Powells-Valley Tens. Octo. 10th. 1807
About ten years ago I received from your hands a letter that might then be termed admonitory & prophetic. Now seems to be the time to lessen British influence so as to render American independence secure & permanent. “British subjects, and American trading on English capitals,” have rendered a large proportion of our fellow Citizens Tenants at Will; or mere peasants; a short War will revive a spirit, that has too long been depressed, and demonstrate to our enemies, the energys of the Nation. We all know, that in order to ensure success, France must act in concert, for us to obtain reparation, and atonement, for so many wrongs, and a guarantee, for future good behaviour.
A suspension of all intercourse, and a battle fought on the plains of Abraham, will operate like the fall of Danzick and the late victory at Friedland. To have a close Alliance with France, may be entangling, but there will be no danger, from a very cordial intimacy, with Holland and Westphalia.
It will be a sublime spectacle to spread liberty, and civilization, in that vast Country, Canada. In the hands of the present possessors, it may long be, regions of ignorance, and Gothic barbarity; and worst of all, held as a Rod over the United States, that may be applied to our hurt, at a very untimely era.
The above is not the result, of only my own suggestions, it is the opinion of several old Whigs; collected by some traveling, and a more extensive correspondence. It is true, that in one matter, we did not agree; that is, who might be the General, to conduct the important enterprize, with the best prospects of success. There is one Man in America, and only one that I know of, that could create a general confidence, in his talents and principles; but I confess, a Kentucky Member of Congress, the other Week, mentioned objections, that I was not prepared to answer; and only replied, I could be content with whoever, the constituted authority of the nation, might select; and I would leave the illustrious hero, of Hoohen linden, to his destiny; altho I was well satisfied with the propriety, and advantage, of the measure; that I had a promising Son, a Voluntier in one of the Artillery Regiments, of Virginia; that I would consider myself honored, if he could be accepted, as an Aid to the General, in another trial of valour, before the Walls of Quebec; and I knew several other young Men; of talents, that would pride themselves, in being taught by so great a Master, in the Art of War.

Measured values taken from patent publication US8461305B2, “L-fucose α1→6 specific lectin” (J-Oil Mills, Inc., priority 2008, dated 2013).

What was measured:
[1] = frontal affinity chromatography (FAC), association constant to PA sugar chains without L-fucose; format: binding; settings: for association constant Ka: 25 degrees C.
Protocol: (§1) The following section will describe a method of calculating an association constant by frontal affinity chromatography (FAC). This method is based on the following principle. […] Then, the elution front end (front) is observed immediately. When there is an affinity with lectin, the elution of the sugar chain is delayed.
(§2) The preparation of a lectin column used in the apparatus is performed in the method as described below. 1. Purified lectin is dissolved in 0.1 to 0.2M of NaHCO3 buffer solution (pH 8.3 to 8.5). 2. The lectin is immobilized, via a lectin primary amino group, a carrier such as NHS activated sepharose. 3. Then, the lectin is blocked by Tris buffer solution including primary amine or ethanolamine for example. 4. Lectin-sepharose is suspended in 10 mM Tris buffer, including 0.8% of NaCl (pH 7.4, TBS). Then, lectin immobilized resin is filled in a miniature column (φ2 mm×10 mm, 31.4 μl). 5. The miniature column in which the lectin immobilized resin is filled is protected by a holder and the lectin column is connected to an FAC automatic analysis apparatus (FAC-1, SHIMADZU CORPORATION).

There are some Men, that cannot divest themselves of national prejudice, others have an overweening estimation of their own abilities, or the pretensions of their friends; not considering, that a great General, and a great Civilian, unite in one person; is a very rare thing, and an all important acquisition, to a Nation, constrained hastily, to go to War.
I offer, Sir, my salutations of profound Respect.
DLC: Papers of Thomas Jefferson.